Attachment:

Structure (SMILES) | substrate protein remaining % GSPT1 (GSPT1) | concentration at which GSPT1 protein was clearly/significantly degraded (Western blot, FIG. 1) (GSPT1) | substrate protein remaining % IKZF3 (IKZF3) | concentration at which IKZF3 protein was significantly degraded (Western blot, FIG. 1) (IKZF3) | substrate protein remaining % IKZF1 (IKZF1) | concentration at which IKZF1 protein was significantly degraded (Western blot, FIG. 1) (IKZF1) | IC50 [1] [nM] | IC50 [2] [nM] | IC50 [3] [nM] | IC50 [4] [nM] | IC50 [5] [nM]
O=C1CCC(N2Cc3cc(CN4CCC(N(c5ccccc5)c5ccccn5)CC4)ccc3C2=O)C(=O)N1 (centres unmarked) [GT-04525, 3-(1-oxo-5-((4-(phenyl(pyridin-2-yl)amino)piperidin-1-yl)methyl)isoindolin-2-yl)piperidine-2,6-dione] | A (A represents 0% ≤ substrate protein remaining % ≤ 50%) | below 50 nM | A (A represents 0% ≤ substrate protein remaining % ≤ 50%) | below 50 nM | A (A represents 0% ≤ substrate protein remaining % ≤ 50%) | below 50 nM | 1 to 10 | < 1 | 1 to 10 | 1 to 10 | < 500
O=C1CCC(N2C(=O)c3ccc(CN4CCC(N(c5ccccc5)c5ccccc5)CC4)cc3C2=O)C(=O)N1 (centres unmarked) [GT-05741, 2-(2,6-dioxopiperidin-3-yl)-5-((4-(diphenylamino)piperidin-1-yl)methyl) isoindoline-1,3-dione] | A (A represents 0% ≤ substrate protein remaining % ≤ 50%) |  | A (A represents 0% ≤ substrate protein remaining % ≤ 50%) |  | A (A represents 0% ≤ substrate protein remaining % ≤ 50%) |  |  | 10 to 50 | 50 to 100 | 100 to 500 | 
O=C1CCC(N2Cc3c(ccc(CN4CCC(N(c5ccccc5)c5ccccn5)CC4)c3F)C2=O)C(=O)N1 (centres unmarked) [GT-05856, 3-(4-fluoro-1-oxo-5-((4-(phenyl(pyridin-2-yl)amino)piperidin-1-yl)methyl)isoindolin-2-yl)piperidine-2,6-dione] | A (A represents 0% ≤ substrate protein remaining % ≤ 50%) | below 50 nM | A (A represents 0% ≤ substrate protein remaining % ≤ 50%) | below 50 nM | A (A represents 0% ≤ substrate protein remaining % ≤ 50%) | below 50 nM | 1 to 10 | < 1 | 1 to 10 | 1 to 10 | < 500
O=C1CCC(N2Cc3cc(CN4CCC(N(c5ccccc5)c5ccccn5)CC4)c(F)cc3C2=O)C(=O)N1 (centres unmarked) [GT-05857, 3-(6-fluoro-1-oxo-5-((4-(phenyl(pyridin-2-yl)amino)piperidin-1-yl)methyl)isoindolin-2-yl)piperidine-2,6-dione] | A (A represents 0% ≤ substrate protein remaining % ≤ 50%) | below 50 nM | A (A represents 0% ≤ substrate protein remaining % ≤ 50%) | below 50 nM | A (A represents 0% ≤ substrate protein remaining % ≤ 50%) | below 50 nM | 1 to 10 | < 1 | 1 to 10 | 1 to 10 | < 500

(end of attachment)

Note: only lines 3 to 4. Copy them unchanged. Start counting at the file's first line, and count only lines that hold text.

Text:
O=C1CCC(N2C(=O)c3ccc(CN4CCC(N(c5ccccc5)c5ccccc5)CC4)cc3C2=O)C(=O)N1 (centres unmarked) [GT-05741, 2-(2,6-dioxopiperidin-3-yl)-5-((4-(diphenylamino)piperidin-1-yl)methyl) isoindoline-1,3-dione] | A (A represents 0% ≤ substrate protein remaining % ≤ 50%) |  | A (A represents 0% ≤ substrate protein remaining % ≤ 50%) |  | A (A represents 0% ≤ substrate protein remaining % ≤ 50%) |  |  | 10 to 50 | 50 to 100 | 100 to 500 | 
O=C1CCC(N2Cc3c(ccc(CN4CCC(N(c5ccccc5)c5ccccn5)CC4)c3F)C2=O)C(=O)N1 (centres unmarked) [GT-05856, 3-(4-fluoro-1-oxo-5-((4-(phenyl(pyridin-2-yl)amino)piperidin-1-yl)methyl)isoindolin-2-yl)piperidine-2,6-dione] | A (A represents 0% ≤ substrate protein remaining % ≤ 50%) | below 50 nM | A (A represents 0% ≤ substrate protein remaining % ≤ 50%) | below 50 nM | A (A represents 0% ≤ substrate protein remaining % ≤ 50%) | below 50 nM | 1 to 10 | < 1 | 1 to 10 | 1 to 10 | < 500